Does the church influence the missionary behaviour of youths?

(AP)

Around 2,800 European Christian youths came together in south Germany for the Mission-Net conference over the New Year.

These young people have a clear interest in mission and therefore are probably not representative of the Christian youth in general but we can learn a lot about this group.

An important question is whether their church had any influence on their decision to celebrate New Year at a mission conference.

Around 400 of the delegates took the time to complete 27 questions measuring their interest, commitment knowledge in relation to mission.

The 27 questions were supplemented by two related questions looking at how active their church is in mission. The first being whether their church teaches mission and the second whether the church they attend encourages people to become missionaries.

By comparing all these questions together, we can gauge interest in mission in relation to the two types of churches. The comparison involves using a statistical test (Chi-square, p = 0.05) to see if any differences are 'real' differences and not coincidental.

The table below lists all (27) questions and the significance calculated by type of churches. The first column refers to churches that teach missions, the second column concerns to churches that encourage their youths to become mission workers.

The participants from the churches where they encourage people to be missionaries score on almost all (22 of 27) questions more positively (X). An important role for missionary work therefore lies with the churches.

Churches teaching missions also have a few positive scores (8 to 27) on the questions.

So churches that talk about missionary work, projects and mission agencies have a small impact, but churches that teach the missionary life, have a major impact on the participants.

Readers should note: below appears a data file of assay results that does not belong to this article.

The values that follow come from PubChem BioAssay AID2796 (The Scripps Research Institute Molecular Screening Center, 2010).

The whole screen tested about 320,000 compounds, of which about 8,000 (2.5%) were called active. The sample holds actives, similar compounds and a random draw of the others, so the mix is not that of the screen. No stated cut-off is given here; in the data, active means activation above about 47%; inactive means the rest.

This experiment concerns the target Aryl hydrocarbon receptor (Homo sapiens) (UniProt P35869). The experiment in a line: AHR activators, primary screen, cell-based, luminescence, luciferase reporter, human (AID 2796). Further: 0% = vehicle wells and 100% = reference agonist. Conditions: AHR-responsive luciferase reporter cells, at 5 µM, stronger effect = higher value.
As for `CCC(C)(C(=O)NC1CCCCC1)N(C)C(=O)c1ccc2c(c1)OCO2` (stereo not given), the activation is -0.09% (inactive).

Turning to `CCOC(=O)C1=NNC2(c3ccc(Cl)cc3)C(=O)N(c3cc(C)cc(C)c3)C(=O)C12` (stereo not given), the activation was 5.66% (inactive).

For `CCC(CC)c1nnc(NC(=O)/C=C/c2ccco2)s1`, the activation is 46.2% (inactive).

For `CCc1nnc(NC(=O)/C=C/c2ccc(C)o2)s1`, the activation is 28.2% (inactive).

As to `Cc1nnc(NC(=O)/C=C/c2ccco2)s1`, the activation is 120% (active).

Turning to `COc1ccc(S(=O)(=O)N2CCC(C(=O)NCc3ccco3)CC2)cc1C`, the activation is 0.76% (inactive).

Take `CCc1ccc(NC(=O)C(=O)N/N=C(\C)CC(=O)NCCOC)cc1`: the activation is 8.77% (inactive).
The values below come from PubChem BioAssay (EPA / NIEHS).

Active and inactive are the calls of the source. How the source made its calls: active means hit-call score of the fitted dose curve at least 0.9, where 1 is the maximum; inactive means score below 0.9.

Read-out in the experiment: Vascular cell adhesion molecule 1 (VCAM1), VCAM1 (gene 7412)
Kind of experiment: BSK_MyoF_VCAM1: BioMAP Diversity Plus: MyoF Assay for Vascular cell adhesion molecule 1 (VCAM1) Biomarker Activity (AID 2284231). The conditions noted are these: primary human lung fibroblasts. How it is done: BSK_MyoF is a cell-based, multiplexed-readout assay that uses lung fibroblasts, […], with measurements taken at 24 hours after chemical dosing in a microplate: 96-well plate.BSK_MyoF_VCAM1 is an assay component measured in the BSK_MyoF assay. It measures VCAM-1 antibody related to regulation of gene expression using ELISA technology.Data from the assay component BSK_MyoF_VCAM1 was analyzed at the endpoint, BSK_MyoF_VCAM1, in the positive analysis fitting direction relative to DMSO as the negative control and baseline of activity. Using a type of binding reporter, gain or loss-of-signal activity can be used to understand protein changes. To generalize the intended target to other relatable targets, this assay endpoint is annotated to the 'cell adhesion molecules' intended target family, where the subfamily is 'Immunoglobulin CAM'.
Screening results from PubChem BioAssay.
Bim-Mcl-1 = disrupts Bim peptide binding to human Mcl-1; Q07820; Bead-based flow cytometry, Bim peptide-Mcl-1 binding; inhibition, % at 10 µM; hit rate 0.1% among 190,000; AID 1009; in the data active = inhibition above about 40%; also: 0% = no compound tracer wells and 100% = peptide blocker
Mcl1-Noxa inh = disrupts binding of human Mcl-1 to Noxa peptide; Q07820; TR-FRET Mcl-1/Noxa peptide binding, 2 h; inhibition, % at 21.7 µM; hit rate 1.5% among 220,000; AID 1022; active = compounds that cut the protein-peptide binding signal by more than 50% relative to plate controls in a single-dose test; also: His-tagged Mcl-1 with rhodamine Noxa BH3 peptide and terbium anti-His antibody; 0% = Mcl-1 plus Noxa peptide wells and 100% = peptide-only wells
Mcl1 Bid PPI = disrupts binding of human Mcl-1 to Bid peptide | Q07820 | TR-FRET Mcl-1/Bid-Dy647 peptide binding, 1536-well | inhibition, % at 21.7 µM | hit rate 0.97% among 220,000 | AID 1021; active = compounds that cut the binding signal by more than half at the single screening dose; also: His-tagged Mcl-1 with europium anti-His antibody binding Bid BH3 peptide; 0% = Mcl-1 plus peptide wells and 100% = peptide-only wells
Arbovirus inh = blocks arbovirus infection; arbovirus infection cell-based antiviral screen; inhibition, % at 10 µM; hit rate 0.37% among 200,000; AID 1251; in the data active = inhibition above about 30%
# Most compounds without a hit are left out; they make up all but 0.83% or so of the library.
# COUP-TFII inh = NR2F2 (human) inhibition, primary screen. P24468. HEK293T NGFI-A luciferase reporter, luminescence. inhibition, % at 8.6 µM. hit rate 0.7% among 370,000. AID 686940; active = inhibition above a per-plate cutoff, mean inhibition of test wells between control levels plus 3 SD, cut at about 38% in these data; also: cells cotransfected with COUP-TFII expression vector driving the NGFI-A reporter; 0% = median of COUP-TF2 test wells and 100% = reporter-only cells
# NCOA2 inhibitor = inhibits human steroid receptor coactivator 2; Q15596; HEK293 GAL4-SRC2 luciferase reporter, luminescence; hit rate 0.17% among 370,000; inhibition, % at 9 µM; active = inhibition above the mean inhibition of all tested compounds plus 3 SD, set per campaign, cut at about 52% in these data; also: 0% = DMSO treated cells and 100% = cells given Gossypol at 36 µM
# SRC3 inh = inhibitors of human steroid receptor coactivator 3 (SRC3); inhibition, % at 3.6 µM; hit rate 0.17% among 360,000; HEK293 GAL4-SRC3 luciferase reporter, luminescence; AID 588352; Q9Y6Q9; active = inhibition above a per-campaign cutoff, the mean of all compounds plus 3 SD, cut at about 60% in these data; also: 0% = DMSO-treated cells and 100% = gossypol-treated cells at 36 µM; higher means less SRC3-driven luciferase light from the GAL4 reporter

The churches are the catalyst and have long-term impact, a mission conference is more of a boost or follow-up.

Conclusions we can draw are mission organisations or alliances should not think only about their projects, but the missionary message that they need to promote among churches. Church leaders must see the necessity of the missionary life, and try to stimulate interest in and show this life.

If we apply the answers of the 27 questions on a special analysis (rotated factor analysis), we see six different types of youth. These types are:

  • I am willing to serve from my own environment/home
  • I have made commitments and facilitate others
  • I have knowledge of the missional life and want some (short-term) experience
  • I will work on special activities in missional work
  • I am willing to take steps towards missional work
  • I am active in missional work

Essentially, the participants had different levels of involvement in mission.

The participants see that the missional lifestyle is more important than the execution of social projects.

In recent years, the balance between social projects and preaching projects has eroded. It seems that the younger generation not only want to execute projects, but also propagate the Christian lifestyle.

The factors 'missional lifestyle' score well, indicating a trend towards the perception among young Christians that only meeting a need through a project is too 'business-like' or 'cold' and not something permanent. It looks like the difference giving fish or a fishing rod.

One question is whether this attitude only applies to conference participants and that this also applies to Christian youth in general?

If church leaders are not the examples in the missionary life then there will be less interest in missionary life in the whole church. The churches should see themselves at the forefront of stimulating the missionary lifestyle, not the missionary organisations which play a secondary role and more responsible for developing missionary interest and practice among young people.

To ensure the future implementation of the Great Commission (Matthew 28: make disciples all over the world) we need a new generation of young people to be involved and active in missions. This task does not have to lie primarily with missionary organisations but the churches.

Churches that proclaim the sometimes unpopular message of living a missionary life and which commit themselves to being living examples of this are the cradle for the new generation of missionaries. We can't only preach Matthew 28, we must live it too.

Dick Slikker lives in Harderwijk and is a consultant for mission projects.  Find out more about his work at www.projectcaremc.org and www.lessgodmorecrisis.org

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